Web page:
Social work ‘should be transforming mental health’

It’s time for mental health social work leaders and councils to pull together to assert social care and social work’s role in mental health care, writes the College of Social Work’s Ruth Allen.

Picture credit: Rex Features
Picture credit: Rex Features

The mental health group of the British Association of Social Workers is right to warn of the dangers of separating social work from NHS managed integrated mental health services.

Service users and families rarely benefit from multiple assessments and transitions between services. We must focus on making integrated services and systems work better. We need to build the voice of social work within integrated services rather than dismantling hard-won interdisciplinary and interagency arrangements.

But the debate about integration needs to go further. It is not just about a social work presence in NHS teams, but instead should mean creating and sustaining a wide range of statutory, non-statutory and community networks and partnerships to meet local needs and aspirations.

We need to be more ambitious about what social work and social care can achieve in mental health. Our aim should be to use the concept of integration to fundamentally modernise the institutions of the NHS, to work with allies across the mental health sector in this endeavour, and to lead on the development of new partnerships with service users, families and communities.

The impact of social work in the NHS
 
Social work is all about relationship-based practice, promoting empowerment and justice, countering stigma, enabling people to access their entitlements, often taking difficult decisions about the rights of different parties.

Research has shown repeatedly that the things of most value to service users often overlap with social work’s priorities, skills and knowledge base. While social work and social care have brought these perspectives and interventions into integrated services, they have not yet had the wholesale impact many mental health activists would like to see.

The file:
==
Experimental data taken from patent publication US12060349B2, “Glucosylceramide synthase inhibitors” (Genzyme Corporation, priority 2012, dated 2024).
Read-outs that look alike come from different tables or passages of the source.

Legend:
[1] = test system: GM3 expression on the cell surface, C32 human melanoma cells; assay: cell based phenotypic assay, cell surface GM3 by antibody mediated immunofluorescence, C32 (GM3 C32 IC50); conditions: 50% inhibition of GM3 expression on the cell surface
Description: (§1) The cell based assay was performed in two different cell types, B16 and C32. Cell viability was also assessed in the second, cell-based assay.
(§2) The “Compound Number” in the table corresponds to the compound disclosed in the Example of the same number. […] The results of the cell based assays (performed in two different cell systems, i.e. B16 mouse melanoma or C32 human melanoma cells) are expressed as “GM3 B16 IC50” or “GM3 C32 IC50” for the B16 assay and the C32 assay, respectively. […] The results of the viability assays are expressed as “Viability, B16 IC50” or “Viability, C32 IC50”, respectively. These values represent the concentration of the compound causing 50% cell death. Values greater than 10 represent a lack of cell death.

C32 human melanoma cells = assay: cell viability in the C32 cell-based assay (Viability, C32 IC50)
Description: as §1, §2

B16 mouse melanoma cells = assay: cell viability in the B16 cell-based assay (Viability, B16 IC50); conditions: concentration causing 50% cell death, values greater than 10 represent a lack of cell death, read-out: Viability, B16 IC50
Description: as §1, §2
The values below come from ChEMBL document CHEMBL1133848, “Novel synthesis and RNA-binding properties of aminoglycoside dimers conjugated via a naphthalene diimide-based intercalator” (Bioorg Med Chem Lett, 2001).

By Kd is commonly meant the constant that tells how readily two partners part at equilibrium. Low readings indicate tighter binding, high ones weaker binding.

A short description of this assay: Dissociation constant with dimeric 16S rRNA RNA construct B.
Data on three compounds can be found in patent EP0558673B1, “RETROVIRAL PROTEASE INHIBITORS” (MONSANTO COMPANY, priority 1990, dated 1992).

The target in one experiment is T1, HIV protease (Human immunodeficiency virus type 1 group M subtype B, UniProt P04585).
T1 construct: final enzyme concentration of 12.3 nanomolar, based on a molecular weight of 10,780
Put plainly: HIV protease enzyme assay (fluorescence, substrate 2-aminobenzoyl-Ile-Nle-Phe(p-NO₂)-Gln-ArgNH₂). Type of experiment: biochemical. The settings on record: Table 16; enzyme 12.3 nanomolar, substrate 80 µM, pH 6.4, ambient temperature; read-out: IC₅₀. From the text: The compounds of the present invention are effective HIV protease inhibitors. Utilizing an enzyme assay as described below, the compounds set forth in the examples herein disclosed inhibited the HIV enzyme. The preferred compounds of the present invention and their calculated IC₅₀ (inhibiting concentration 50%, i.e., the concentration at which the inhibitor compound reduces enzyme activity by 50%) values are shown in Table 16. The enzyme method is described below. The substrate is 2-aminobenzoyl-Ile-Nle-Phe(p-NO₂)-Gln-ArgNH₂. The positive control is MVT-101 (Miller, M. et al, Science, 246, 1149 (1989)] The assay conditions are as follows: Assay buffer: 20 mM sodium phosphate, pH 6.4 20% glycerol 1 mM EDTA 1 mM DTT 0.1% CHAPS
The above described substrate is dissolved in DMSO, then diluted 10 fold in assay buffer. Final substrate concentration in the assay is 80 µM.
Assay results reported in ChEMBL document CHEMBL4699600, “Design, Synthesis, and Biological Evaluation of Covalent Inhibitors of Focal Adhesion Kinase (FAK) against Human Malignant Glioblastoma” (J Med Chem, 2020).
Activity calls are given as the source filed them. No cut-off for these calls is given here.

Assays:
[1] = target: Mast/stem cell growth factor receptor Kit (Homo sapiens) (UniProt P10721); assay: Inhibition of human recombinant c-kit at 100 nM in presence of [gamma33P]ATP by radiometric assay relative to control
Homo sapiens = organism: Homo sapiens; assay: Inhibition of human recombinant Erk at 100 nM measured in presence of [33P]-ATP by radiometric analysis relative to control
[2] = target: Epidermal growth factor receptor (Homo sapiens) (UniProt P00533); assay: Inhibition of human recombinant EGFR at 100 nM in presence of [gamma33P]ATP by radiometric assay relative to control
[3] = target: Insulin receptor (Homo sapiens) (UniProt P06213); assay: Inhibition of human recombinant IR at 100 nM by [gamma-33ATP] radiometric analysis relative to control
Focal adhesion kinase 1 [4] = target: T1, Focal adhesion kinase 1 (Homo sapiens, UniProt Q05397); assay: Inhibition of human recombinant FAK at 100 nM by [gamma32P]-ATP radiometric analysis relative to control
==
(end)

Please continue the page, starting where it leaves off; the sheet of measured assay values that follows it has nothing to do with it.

At policy level the inexorable progress and dominance of diagnostically-driven ‘care clustering’ and Payment by Results is testimony to this. In frontline practice, the difficulty of integrating truly personalised self-directed support into mental health care coordination structures offers evidence that mental health has not yet truly transformed into what is most needed; an overarching social approach and a culture.

Time to assert our role

The reasons for this are complex and varied. Social work practitioners and managers are usually just a small part of NHS trusts, and the institutional power of the medical and other health professions cannot be underestimated.

Commissioning processes and partnership agreements between local authorities and NHS trusts have often lacked the rigour required to uphold high quality social care performance and social work practice.

Local authorities have had variable commitment to ensuring and supporting very senior social care leadership within host NHS organisations. And over more than a decade, social care leaders in local government have largely shied away from seeking to lead and influence strategy in the mental health sector, both nationally and locally.

Now is the time for professional mental health social work leaders and managerial leaders within local authorities to work together to get more leverage on the mental health sector.

The College of Social Work seeks to work closely with directors of social services, the Social Care Strategic Network for Mental Health, the NHS Confederation and other key allies to not only promote integration but to ensure future integration means social and recovery approaches have a greater impact on the shape of the future mental health.

Ruth Allen is chair of the College of Social Work’s mental health faculty

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